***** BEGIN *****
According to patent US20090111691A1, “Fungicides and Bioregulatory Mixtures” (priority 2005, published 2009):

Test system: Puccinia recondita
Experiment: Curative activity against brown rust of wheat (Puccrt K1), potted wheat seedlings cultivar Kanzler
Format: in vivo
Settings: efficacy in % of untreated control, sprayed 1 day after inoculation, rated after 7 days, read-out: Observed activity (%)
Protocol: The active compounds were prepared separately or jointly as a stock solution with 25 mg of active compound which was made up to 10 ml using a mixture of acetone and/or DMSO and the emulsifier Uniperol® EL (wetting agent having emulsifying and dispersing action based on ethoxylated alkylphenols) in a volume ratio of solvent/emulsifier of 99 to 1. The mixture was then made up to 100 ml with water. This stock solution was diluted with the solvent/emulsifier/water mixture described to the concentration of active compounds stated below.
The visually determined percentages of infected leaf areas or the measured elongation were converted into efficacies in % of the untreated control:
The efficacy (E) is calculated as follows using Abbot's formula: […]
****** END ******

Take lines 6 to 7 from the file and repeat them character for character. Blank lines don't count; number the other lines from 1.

Protocol: The active compounds were prepared separately or jointly as a stock solution with 25 mg of active compound which was made up to 10 ml using a mixture of acetone and/or DMSO and the emulsifier Uniperol® EL (wetting agent having emulsifying and dispersing action based on ethoxylated alkylphenols) in a volume ratio of solvent/emulsifier of 99 to 1. The mixture was then made up to 100 ml with water. This stock solution was diluted with the solvent/emulsifier/water mixture described to the concentration of active compounds stated below.
The visually determined percentages of infected leaf areas or the measured elongation were converted into efficacies in % of the untreated control: